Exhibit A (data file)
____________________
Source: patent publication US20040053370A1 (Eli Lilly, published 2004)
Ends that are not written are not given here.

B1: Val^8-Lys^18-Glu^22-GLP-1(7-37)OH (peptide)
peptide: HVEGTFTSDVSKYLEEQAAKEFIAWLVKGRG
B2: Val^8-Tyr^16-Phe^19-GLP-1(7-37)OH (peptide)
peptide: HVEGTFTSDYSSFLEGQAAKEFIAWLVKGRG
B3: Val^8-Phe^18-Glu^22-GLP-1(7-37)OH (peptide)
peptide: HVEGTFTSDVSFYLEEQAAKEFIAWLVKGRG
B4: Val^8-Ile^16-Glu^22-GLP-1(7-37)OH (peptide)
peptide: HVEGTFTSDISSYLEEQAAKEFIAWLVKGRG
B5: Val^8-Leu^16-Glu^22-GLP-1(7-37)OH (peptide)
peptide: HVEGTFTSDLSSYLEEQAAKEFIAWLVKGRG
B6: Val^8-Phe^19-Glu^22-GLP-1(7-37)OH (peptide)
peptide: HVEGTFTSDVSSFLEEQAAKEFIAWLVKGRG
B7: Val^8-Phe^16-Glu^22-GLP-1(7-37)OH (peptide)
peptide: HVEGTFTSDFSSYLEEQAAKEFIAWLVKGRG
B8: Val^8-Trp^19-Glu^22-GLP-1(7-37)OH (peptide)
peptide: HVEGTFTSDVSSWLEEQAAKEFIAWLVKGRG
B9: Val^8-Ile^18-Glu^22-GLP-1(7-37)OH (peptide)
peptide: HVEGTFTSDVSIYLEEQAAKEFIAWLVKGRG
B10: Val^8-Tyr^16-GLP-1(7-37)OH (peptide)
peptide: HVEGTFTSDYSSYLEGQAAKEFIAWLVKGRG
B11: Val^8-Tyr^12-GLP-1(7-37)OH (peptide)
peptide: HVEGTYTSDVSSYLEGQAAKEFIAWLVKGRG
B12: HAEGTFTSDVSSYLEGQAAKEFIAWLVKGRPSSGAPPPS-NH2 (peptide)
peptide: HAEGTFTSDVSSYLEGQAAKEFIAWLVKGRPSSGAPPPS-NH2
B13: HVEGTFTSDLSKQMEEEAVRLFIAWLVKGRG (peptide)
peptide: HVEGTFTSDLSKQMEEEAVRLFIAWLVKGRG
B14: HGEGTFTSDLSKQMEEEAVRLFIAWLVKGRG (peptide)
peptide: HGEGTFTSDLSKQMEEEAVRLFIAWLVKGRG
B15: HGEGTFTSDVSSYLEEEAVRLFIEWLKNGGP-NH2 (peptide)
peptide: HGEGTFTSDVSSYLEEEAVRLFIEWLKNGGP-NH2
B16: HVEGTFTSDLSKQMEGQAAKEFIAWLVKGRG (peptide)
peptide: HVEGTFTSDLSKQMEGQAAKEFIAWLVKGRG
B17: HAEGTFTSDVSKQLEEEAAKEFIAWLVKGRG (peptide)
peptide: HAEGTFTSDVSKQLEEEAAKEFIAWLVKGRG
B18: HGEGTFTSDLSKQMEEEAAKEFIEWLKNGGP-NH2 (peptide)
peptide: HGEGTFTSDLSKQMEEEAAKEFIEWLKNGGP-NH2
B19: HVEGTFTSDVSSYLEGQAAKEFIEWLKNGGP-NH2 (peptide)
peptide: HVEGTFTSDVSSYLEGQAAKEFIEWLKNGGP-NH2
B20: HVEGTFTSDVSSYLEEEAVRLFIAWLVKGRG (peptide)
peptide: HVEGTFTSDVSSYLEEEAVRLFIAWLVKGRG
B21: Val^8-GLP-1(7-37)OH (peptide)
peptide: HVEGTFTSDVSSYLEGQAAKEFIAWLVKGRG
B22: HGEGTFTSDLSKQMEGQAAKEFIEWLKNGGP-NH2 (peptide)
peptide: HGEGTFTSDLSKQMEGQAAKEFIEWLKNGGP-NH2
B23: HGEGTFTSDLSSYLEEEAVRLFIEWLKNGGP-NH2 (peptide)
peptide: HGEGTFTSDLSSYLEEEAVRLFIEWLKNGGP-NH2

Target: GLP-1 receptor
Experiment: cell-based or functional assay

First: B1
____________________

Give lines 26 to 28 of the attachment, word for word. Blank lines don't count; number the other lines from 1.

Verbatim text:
peptide: HAEGTFTSDVSSYLEGQAAKEFIAWLVKGRPSSGAPPPS-NH2
B13: HVEGTFTSDLSKQMEEEAVRLFIAWLVKGRG (peptide)
peptide: HVEGTFTSDLSKQMEEEAVRLFIAWLVKGRG